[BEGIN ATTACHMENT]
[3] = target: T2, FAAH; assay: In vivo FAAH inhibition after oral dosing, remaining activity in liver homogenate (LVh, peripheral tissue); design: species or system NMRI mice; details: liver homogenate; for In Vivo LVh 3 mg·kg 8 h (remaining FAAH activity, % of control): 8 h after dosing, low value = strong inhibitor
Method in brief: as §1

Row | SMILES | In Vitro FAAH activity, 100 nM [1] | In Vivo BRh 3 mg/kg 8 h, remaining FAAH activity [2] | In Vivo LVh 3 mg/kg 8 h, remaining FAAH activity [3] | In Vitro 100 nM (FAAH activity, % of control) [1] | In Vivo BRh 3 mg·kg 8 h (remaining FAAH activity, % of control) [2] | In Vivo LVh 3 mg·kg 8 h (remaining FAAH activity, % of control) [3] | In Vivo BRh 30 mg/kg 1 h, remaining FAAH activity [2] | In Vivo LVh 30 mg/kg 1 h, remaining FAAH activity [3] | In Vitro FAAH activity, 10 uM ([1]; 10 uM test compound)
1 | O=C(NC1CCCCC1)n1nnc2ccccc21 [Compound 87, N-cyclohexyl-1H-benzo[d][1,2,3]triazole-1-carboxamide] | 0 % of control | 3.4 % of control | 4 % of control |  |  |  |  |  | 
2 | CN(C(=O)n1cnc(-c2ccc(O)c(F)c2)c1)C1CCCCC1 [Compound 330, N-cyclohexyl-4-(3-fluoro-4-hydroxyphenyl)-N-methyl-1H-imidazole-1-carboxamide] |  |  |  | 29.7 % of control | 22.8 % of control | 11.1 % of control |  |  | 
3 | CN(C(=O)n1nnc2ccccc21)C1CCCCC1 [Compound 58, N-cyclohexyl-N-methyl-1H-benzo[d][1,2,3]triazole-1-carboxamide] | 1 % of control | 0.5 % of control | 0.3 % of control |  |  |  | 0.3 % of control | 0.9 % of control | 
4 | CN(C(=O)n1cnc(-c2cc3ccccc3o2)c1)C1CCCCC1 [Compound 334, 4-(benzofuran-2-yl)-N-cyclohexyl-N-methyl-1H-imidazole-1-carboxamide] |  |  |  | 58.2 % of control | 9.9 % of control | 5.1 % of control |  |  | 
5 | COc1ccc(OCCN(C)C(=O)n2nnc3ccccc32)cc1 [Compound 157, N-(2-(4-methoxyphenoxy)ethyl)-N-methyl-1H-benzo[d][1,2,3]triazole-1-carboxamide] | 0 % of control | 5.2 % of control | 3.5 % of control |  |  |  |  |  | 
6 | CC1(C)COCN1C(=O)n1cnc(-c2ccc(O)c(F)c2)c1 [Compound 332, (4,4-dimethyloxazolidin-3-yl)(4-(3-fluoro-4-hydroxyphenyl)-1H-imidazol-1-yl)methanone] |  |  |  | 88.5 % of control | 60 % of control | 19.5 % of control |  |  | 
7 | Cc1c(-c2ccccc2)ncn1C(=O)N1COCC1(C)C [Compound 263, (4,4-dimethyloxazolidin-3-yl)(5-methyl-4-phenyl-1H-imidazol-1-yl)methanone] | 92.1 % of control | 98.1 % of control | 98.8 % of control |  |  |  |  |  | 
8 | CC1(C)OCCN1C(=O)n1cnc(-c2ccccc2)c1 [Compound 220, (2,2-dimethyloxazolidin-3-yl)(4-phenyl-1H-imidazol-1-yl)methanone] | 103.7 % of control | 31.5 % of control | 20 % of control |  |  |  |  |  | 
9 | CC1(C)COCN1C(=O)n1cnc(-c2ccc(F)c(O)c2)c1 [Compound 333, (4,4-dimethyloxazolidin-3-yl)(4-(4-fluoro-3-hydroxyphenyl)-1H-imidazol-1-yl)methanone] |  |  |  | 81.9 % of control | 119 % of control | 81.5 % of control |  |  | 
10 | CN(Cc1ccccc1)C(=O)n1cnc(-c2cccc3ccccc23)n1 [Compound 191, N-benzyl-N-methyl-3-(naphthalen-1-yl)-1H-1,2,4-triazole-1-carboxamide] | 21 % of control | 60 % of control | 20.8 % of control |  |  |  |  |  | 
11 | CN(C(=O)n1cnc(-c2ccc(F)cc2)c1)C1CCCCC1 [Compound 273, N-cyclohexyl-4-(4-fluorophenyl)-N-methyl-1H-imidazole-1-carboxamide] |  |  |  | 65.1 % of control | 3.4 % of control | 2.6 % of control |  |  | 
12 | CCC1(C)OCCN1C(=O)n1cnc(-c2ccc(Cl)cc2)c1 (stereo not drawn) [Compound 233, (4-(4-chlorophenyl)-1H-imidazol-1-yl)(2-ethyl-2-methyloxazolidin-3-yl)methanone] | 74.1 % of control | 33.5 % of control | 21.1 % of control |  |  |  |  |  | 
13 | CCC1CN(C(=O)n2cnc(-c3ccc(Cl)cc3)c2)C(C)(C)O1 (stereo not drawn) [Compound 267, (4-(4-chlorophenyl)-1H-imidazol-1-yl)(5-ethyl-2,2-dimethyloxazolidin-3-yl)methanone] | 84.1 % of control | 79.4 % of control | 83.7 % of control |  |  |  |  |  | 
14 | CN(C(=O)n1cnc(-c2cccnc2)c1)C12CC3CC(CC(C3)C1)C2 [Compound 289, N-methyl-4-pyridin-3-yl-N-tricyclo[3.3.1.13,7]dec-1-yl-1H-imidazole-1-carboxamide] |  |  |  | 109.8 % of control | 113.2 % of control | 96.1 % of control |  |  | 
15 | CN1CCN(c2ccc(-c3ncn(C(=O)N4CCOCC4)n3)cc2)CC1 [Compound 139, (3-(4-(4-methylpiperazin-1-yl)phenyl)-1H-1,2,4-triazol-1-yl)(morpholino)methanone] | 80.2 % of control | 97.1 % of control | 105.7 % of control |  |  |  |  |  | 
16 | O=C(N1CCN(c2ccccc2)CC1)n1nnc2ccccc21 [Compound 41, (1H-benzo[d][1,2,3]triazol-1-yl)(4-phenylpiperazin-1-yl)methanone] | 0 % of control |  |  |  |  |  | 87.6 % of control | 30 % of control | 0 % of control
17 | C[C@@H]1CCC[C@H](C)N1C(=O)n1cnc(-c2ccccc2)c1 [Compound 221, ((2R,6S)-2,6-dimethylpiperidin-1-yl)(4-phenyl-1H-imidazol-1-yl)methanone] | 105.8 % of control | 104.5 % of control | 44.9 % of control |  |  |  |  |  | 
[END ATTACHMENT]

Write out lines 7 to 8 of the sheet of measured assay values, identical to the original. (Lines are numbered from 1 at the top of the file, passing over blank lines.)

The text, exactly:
4 | CN(C(=O)n1cnc(-c2cc3ccccc3o2)c1)C1CCCCC1 [Compound 334, 4-(benzofuran-2-yl)-N-cyclohexyl-N-methyl-1H-imidazole-1-carboxamide] |  |  |  | 58.2 % of control | 9.9 % of control | 5.1 % of control |  |  | 
5 | COc1ccc(OCCN(C)C(=O)n2nnc3ccccc32)cc1 [Compound 157, N-(2-(4-methoxyphenoxy)ethyl)-N-methyl-1H-benzo[d][1,2,3]triazole-1-carboxamide] | 0 % of control | 5.2 % of control | 3.5 % of control |  |  |  |  |  | 